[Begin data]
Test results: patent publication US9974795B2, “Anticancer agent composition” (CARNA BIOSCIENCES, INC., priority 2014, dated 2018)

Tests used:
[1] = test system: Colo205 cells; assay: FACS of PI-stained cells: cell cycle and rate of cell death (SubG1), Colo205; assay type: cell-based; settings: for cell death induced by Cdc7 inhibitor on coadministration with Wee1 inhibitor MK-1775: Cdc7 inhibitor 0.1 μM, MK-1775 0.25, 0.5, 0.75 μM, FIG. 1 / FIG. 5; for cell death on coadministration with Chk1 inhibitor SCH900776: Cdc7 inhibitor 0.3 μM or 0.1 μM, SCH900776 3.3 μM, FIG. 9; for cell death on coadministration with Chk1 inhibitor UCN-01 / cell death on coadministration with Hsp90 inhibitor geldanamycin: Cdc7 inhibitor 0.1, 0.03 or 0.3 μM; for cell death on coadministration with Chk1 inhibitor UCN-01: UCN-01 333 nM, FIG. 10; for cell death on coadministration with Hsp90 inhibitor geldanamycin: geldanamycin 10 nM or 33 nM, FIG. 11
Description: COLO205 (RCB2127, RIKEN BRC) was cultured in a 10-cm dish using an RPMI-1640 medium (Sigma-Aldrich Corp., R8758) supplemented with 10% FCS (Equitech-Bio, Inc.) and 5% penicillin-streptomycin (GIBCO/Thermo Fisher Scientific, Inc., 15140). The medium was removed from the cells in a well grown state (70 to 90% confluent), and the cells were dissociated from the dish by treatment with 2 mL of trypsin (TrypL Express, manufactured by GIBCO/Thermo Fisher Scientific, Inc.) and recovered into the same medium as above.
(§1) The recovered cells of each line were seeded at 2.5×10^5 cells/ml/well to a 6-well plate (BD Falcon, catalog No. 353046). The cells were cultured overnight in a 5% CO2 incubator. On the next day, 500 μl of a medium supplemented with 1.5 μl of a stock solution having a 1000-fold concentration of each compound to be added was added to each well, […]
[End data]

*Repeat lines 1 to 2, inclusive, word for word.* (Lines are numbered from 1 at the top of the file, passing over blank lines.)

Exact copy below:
Test results: patent publication US9974795B2, “Anticancer agent composition” (CARNA BIOSCIENCES, INC., priority 2014, dated 2018)

Tests used: